Image On the way down the coconut tree
Choose your shoes...

So after many meetings, discussions, worries and many questions it was D-day! As you can see on the poster the event was held on May 10, 11 and 12, from dawn to sunset. Twelve climbers started warming up on Saturday morning and where soon dispatched through the various events taking place in different trees. All went well with sweat, laughs, shouts of victory and frowns of defeat, depending on the events and time of the day. The coconut tree climbing gave a hard time to climbers from France who are not accustomed to such practice...I personally acted as member of the jury for the moving event and had to scrutinize the competitors and note them on various skills; fastness, fluidity, security, logic in the route from one target to the other, good management of the rope, respect for the tree (no branch nor twig should be broken!) technical improvement and general style. As a professional it was highly interesting to see different people performing the same task and see the way each would do it. At the end of the day all juries met together and went through adding and subtracting, discussing, comparing, arguing and eventually sorted out who would compete the next day...

Image Aerial rescue Not an easy task!

Then it was Sunday and we had five finalists for the Mystery Tree which would take place in a large Kigelia pinnata (known as ‘sausage tree'). This event comprises most duties of an arborist; checking the tree to make sure it is safe, setting up his rope by throwing weight bag, reaching defined spots and hitting metal bells with his handsaw or a pole (representing a telescopic saw) throwing weights from the tree like if it where wood chunks then coming down and packing all the gear. Chronometers start as soon as the climber steps in and stops once his stuff is correctly cleared. And the winner is...Mathieu Noël, friend and colleague who will go together with second and third guys on the podium in continental France for the national challenge and in case they make it will follow on to European competition held in Switzerland in September and then international arborists competition!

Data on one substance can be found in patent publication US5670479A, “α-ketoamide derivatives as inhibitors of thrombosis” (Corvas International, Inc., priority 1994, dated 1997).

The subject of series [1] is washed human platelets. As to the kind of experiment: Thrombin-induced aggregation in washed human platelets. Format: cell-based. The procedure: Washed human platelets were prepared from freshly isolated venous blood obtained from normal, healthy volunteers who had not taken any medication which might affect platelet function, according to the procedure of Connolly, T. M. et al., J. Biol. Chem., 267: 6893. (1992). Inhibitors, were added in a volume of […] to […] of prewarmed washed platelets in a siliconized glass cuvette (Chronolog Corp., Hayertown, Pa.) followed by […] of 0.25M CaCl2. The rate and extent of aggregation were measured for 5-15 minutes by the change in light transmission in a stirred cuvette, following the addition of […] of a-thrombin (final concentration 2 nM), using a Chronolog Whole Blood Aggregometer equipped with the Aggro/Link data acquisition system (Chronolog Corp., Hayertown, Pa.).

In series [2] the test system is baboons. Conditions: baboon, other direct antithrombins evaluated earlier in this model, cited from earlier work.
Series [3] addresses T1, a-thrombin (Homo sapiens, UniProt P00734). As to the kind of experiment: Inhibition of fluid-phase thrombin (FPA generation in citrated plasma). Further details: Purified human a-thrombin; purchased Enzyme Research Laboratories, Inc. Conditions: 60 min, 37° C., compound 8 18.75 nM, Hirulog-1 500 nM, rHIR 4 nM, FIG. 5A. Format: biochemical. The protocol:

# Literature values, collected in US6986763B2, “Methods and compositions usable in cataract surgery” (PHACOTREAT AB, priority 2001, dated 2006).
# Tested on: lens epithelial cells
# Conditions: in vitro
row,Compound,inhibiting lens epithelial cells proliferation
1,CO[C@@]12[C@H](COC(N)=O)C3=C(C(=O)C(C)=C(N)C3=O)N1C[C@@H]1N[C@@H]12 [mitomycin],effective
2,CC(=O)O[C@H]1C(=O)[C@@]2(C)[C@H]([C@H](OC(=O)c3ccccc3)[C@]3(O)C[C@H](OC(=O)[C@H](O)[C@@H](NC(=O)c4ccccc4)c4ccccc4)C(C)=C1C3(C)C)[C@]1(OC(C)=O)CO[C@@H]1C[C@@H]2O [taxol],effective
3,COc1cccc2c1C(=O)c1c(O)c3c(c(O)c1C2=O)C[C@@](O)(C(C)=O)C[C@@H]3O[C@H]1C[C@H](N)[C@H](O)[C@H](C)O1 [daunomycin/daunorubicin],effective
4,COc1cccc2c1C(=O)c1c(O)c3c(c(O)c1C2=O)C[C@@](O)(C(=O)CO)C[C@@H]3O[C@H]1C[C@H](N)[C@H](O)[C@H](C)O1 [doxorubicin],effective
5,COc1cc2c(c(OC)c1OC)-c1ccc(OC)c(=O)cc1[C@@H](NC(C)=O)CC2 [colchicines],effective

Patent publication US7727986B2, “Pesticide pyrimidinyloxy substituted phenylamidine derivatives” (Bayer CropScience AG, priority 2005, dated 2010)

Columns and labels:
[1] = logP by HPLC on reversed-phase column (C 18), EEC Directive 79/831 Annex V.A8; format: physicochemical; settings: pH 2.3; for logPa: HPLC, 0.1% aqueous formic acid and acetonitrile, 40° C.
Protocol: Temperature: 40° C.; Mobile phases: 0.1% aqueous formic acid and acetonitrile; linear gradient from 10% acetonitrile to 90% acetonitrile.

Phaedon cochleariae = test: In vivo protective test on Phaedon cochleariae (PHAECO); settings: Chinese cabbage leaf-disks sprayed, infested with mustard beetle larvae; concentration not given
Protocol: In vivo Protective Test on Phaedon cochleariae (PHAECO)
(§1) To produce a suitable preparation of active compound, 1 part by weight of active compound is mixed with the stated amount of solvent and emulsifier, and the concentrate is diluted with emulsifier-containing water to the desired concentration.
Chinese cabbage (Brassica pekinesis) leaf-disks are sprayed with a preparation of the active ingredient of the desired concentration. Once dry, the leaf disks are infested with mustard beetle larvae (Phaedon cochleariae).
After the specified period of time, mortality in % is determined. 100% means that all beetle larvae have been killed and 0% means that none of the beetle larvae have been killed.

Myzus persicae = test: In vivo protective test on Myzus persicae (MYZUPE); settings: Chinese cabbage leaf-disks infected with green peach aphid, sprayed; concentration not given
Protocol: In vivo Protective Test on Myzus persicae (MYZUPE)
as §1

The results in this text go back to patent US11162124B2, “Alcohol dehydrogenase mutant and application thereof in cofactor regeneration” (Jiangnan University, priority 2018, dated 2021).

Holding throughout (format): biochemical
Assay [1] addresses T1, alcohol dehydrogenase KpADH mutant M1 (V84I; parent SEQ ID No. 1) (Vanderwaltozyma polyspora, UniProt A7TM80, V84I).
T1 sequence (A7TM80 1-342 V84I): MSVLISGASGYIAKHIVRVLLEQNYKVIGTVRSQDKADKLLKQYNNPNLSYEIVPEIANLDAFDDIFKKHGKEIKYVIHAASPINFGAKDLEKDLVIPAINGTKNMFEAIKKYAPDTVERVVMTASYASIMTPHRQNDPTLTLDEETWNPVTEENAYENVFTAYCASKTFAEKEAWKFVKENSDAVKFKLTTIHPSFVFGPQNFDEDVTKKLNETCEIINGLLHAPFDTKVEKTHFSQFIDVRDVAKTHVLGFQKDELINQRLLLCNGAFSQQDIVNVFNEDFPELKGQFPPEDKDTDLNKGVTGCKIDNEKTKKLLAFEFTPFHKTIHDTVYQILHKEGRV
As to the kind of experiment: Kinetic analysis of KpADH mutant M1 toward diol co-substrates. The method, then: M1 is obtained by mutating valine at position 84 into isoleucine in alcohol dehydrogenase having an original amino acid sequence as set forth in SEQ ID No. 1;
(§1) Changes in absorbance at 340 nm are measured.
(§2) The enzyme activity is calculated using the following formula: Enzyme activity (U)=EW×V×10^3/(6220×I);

Weight bag throwing
And the winner is...

Now that the show is over I will require some volunteers to uninstall all the ropes, friction savers, straps, belaying system, bells, poles and all that is still hanging in the trees before we get some well-earned rest and start working on 2014's challenge!

Last but not least, I have to heartfully thank Laurent Pierron for the photos, all the ones used here were shot by him and courteously offered for the article!